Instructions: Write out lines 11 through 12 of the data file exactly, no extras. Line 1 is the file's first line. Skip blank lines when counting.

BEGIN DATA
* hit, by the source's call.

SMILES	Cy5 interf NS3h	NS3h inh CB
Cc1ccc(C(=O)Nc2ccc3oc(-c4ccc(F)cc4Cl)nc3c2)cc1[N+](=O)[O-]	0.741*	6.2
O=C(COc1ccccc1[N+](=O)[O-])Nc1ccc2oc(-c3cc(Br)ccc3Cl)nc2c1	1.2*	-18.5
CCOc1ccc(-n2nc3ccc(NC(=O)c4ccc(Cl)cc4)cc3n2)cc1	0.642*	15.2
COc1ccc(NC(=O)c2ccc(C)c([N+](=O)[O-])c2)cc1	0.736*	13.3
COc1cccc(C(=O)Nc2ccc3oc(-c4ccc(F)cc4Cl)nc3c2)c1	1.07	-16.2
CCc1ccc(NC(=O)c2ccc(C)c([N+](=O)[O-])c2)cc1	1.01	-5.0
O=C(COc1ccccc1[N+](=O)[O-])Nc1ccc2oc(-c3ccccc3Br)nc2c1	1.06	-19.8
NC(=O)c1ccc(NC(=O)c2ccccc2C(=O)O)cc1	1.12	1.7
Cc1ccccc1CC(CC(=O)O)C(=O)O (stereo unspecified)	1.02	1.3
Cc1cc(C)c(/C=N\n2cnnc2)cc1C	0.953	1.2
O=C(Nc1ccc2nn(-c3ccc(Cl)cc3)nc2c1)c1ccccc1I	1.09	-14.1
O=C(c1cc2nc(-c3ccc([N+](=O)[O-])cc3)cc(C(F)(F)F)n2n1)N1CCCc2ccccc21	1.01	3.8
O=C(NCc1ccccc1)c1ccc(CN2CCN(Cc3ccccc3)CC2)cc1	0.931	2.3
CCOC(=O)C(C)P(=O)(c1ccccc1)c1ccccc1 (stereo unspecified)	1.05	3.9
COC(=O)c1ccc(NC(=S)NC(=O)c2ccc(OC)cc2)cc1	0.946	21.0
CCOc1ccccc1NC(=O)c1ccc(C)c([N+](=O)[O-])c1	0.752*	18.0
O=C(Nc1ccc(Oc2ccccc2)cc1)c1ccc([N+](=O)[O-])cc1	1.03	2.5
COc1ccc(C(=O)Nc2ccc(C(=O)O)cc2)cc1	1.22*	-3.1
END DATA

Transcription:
Cc1ccccc1CC(CC(=O)O)C(=O)O (stereo unspecified)	1.02	1.3
Cc1cc(C)c(/C=N\n2cnnc2)cc1C	0.953	1.2